No matter our earthly priorities—some of which are pressing, time-sensitive, and can take a lot out of us—there can never be a season of life where we are willing to look Jesus in the eye and say, “Sorry, Lord… but You’re not first, right now.”
It doesn’t matter if your parents are sick, or if your child plays on a traveling sports team, or if you’ve got a lot invested in a 4-H project, or if it’s deer season, or if you’ve got a busy work schedule and Sunday is your only day off. If any of these things should cause us to put Jesus second, you know what Jesus would say in response, don’t you?
Only those who are willing to lose their life will gain it.
Now after writing all of this, let me backtrack a little:
Everything I’ve been saying so far makes discipleship sound like it’s all dependent on how faithful we are to Jesus. In asking the question, “am I faithful enough?” how easily we can begin to gauge and evaluate the degree of our faith and compare it to others. Indeed, how much we’d enjoy it if discipleship boiled down to who’s the most faithful. If it did, then we could have the relief of knowing that even if we only rank 76th out of 100, we could look Jesus in the eye, point behind us, and say, “Look, Lord! I may not be perfect, but see… I’ve given up more than they have.”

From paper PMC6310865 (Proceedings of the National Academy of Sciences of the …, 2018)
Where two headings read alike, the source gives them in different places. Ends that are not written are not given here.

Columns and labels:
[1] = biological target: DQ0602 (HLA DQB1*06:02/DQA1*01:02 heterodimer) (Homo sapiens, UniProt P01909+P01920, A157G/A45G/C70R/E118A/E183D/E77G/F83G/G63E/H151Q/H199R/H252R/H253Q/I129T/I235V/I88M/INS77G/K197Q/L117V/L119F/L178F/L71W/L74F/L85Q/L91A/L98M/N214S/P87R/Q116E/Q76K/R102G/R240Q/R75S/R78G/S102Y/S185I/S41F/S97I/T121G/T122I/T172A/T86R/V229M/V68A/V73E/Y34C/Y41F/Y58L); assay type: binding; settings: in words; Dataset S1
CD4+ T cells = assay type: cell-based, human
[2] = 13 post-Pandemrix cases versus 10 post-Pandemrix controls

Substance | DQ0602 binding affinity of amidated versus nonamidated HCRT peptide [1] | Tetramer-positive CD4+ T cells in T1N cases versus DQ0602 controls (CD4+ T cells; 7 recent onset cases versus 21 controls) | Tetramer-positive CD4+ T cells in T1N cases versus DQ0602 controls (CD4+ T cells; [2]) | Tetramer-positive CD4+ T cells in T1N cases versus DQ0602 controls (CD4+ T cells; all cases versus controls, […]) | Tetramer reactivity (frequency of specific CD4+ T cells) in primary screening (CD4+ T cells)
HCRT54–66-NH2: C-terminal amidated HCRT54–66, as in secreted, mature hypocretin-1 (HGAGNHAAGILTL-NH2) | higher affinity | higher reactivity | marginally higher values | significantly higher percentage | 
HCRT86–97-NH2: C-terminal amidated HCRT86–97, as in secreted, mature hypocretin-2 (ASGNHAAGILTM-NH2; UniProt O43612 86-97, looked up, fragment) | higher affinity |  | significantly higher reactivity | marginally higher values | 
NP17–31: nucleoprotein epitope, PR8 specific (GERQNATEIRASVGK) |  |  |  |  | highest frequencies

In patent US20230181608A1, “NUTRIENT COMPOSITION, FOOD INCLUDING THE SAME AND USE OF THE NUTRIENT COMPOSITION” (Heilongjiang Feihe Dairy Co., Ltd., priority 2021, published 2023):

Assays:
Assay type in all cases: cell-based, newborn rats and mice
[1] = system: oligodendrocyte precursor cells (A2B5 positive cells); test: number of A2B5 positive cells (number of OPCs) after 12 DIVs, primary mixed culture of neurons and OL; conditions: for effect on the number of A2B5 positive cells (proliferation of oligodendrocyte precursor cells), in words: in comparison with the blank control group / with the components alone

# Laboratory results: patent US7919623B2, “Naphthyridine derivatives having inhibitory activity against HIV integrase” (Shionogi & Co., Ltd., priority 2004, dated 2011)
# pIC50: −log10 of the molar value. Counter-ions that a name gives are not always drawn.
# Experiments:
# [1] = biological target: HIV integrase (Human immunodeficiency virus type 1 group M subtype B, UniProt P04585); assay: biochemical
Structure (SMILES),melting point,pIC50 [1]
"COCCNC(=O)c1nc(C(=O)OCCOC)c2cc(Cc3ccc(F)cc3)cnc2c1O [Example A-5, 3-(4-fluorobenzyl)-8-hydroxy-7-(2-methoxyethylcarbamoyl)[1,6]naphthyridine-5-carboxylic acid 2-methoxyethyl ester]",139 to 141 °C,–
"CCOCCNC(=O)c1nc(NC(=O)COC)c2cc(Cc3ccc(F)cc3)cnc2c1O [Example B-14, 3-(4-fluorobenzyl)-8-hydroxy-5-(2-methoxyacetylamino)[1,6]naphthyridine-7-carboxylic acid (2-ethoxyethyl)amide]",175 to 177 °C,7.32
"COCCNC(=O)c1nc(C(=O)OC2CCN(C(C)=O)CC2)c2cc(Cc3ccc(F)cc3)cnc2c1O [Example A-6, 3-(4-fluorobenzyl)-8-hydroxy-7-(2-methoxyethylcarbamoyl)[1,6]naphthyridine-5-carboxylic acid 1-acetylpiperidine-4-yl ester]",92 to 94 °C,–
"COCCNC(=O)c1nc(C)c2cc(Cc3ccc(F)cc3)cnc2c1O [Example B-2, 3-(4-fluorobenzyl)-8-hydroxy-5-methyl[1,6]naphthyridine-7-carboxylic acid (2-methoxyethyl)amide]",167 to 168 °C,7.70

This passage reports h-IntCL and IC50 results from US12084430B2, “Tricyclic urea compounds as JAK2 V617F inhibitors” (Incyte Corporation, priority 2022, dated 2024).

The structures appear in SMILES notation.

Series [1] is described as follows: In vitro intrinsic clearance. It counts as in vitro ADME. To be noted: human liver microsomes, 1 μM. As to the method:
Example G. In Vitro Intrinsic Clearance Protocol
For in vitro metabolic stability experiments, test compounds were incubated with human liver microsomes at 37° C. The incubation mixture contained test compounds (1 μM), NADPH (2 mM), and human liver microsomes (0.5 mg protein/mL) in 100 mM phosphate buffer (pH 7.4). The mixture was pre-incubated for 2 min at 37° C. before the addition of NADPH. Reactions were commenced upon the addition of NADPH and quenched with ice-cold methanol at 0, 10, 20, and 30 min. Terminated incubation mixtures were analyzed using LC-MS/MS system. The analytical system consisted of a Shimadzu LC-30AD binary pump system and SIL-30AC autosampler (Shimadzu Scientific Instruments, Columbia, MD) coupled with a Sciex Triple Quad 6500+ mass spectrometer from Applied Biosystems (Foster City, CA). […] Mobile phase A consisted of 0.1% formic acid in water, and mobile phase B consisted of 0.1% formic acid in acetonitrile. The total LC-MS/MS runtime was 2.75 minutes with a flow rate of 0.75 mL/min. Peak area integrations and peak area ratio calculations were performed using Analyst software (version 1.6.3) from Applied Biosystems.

Yet, consider how in the very next episode, Matthew 8:23-27, we see the very men who you’d think would qualify as the MOST faithful—the top of the list–completely freak out when a storm hits their boat while they’re out in the middle of a lake. Afterwards Jesus says to them, “O you of little faith…”
Surely these men had more faith than most. When Jesus called them they dropped their nets, didn’t they? And yet, we will see how each one of them in their own way proves insufficient. Even Peter, the leader, will at the very end of the gospel, deny the Lord three times all because he was afraid of what others might think. He places the opinion of others before Jesus.
I love how the the Gospel of Luke records that while the rooster was still crowing, and the words of denial were still on Peter’s lips, from all the way across the courtyard, Jesus turns and looks at Peter and catches his eye (Luke 22:61).
Earlier I asked,
“Who can look the Son of God in the eyes and say, ‘You are not first’?”
We all do it.
More often than we admit.
Lord have mercy.